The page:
"Yes," Perry says, with incredulous sarcasm unmistakable in his voice, "[we're being] sued by the protection agency for having the audacity to try to protect the water system of the town."
IN OCTOBER 2019—more than five years after the Grant Township residents began their campaign to stop the wastewater well—a three-judge Pennsylvania Commonwealth Court panel in Pittsburgh heard arguments in the case between the DEP and the township. For its part, the state argued that "if Grant wishes to attempt prohibiting oil and gas waste fluid disposal within the township, it must use only lawful mechanisms in this effort, and it did not do so in this case." The township responded that its home rule charter is perfectly legal under Pennsylvania's Environmental Rights Amendment (ERA), passed in 1971, which declares, "The people have a right to clean air, pure water." The township further argued that the "DEP has failed, and continues to fail, to protect and advance these rights, and has therefore violated its public trustee duties to the people under Article I of the Pennsylvania Constitution."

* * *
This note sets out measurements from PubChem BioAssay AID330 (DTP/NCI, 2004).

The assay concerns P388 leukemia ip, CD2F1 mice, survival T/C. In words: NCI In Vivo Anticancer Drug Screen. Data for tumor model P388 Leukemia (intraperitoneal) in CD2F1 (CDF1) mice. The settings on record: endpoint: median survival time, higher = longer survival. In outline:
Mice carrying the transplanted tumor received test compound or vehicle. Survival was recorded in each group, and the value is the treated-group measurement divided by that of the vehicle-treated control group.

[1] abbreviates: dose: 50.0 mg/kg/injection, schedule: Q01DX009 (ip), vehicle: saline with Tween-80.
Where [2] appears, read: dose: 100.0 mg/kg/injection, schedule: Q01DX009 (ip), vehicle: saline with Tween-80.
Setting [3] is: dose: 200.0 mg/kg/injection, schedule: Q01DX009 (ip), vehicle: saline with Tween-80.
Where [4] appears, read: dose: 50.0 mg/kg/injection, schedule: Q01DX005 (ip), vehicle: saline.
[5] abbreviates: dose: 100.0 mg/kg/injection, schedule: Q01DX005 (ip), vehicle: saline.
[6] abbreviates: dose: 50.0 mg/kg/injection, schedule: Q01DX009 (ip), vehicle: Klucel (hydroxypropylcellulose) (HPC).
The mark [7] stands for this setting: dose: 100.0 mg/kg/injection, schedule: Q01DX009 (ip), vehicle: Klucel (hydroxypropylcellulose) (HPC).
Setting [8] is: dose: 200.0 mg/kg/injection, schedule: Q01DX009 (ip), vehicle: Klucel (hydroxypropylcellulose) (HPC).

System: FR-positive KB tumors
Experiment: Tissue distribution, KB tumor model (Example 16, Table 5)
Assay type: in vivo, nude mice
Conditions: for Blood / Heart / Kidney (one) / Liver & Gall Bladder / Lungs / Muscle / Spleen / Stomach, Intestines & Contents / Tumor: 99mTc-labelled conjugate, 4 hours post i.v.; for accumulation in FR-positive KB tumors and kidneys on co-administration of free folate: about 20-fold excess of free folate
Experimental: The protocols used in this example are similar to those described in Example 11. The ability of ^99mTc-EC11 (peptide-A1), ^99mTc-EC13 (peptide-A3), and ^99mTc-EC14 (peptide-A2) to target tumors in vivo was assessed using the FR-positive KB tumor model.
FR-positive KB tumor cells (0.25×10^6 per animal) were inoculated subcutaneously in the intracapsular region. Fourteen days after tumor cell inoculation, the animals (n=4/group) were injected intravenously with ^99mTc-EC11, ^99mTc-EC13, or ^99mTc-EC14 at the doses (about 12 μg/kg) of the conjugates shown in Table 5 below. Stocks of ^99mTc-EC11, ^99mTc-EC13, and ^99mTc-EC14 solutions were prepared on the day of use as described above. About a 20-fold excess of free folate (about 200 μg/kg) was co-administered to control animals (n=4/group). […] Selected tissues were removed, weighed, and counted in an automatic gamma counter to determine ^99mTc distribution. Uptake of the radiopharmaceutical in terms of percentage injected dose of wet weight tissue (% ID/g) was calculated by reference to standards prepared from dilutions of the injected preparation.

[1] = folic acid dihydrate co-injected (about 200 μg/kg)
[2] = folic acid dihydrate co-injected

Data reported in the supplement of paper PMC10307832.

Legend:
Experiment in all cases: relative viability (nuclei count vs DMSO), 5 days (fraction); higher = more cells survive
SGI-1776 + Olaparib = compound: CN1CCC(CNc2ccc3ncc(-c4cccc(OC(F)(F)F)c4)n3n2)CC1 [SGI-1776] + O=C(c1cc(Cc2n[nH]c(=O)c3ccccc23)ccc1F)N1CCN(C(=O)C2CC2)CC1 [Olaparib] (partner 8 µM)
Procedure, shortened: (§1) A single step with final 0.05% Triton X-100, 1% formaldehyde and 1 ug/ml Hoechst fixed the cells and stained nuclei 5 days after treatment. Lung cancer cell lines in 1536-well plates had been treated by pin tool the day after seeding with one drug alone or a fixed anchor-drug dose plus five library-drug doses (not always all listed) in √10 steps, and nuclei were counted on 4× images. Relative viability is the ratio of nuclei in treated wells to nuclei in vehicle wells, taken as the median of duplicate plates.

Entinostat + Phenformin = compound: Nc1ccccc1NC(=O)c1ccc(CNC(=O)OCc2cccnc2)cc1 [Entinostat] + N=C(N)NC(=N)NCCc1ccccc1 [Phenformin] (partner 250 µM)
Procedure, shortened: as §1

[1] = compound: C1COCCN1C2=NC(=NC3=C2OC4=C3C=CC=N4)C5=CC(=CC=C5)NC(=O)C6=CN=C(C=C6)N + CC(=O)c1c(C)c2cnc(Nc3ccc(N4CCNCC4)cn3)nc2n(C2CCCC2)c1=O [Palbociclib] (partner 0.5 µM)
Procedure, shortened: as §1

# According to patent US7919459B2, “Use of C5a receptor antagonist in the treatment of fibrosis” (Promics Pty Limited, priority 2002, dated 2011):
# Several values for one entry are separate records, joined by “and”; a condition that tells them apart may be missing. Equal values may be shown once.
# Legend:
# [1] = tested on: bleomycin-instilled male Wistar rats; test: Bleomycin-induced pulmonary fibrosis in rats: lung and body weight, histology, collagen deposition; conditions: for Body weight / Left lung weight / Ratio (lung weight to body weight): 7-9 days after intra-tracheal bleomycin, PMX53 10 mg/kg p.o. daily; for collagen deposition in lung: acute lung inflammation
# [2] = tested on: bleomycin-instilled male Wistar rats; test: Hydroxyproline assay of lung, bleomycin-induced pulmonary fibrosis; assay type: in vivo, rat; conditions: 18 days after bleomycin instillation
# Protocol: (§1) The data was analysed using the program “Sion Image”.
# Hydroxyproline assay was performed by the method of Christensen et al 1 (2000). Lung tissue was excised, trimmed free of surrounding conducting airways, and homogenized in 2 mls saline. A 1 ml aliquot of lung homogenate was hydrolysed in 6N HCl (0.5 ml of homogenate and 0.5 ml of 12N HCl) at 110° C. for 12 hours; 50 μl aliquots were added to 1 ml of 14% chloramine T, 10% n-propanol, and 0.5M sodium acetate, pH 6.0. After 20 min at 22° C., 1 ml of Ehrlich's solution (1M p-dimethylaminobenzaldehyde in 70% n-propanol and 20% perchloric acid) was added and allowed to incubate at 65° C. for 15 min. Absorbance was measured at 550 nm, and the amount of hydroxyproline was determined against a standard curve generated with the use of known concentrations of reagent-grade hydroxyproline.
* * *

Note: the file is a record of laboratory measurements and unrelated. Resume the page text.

"We're asking the court to deny [the DEP's] motion so we can proceed to actually talking about our constitutional claims," says Grant Township attorney Karen Hoffman. "This case is the first time there has been a home rule municipality, or charter, that is enforcing the rights under the ERA. So it's a novel issue for the court." (As of press time, the court had yet to issue a ruling.)
Many of the Hellbenders had traveled to Pittsburgh for the proceedings; Long was there, along with her mother and Woodcock and Perry. The battle against this one wastewater project had involved unforeseen challenges. Earlier in 2019, a US federal court had ordered Grant Township to pay $103,000 in attorney fees accrued by PGE (Grant's total yearly budget is $140,000; the judgment is currently in mediation). Yet the Hellbenders expressed no regrets.
For Wanchisn, the years-long effort is proof of the power of persistence. "I don't think they expected us to fight this long," she says. "In that [June 2014 township] meeting, I think they expected to scare the hell out of us." The way Long sees it, Grant Township's case is important because it could be an inspiring example to other communities trying to stop similar oil and gas projects. "Our victory would be yours," she says. "We're not just doing this to shut this down in Grant Township."
Perry adds, "We've never wavered in our thoughts about this. The idea was to keep the injection well out and protect our constituents' water—and that's still the way it is."
True enough. Today, there is still no fracking wastewater injection well in Grant Township, Pennsylvania.
This article appeared in the January/February 2020 edition with the headline "Nevertheless, They Persisted."